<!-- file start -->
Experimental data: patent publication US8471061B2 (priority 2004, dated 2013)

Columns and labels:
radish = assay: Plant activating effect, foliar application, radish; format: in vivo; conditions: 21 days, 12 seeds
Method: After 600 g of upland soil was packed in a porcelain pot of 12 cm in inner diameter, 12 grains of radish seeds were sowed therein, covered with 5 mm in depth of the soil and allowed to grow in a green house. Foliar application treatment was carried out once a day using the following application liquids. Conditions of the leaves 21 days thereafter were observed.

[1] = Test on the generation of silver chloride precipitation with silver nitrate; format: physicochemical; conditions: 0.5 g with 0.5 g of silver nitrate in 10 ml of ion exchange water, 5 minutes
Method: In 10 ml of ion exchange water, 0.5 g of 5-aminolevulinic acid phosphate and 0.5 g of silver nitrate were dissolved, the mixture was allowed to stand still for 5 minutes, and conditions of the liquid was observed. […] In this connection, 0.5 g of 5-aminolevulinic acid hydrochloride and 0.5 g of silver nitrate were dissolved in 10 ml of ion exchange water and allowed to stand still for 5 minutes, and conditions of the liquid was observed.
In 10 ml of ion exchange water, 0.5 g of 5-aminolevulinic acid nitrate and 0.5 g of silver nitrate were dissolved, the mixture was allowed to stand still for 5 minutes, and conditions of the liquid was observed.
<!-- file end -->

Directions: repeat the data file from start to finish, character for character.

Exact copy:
Experimental data: patent publication US8471061B2 (priority 2004, dated 2013)

Columns and labels:
radish = assay: Plant activating effect, foliar application, radish; format: in vivo; conditions: 21 days, 12 seeds
Method: After 600 g of upland soil was packed in a porcelain pot of 12 cm in inner diameter, 12 grains of radish seeds were sowed therein, covered with 5 mm in depth of the soil and allowed to grow in a green house. Foliar application treatment was carried out once a day using the following application liquids. Conditions of the leaves 21 days thereafter were observed.

[1] = Test on the generation of silver chloride precipitation with silver nitrate; format: physicochemical; conditions: 0.5 g with 0.5 g of silver nitrate in 10 ml of ion exchange water, 5 minutes
Method: In 10 ml of ion exchange water, 0.5 g of 5-aminolevulinic acid phosphate and 0.5 g of silver nitrate were dissolved, the mixture was allowed to stand still for 5 minutes, and conditions of the liquid was observed. […] In this connection, 0.5 g of 5-aminolevulinic acid hydrochloride and 0.5 g of silver nitrate were dissolved in 10 ml of ion exchange water and allowed to stand still for 5 minutes, and conditions of the liquid was observed.
In 10 ml of ion exchange water, 0.5 g of 5-aminolevulinic acid nitrate and 0.5 g of silver nitrate were dissolved, the mixture was allowed to stand still for 5 minutes, and conditions of the liquid was observed.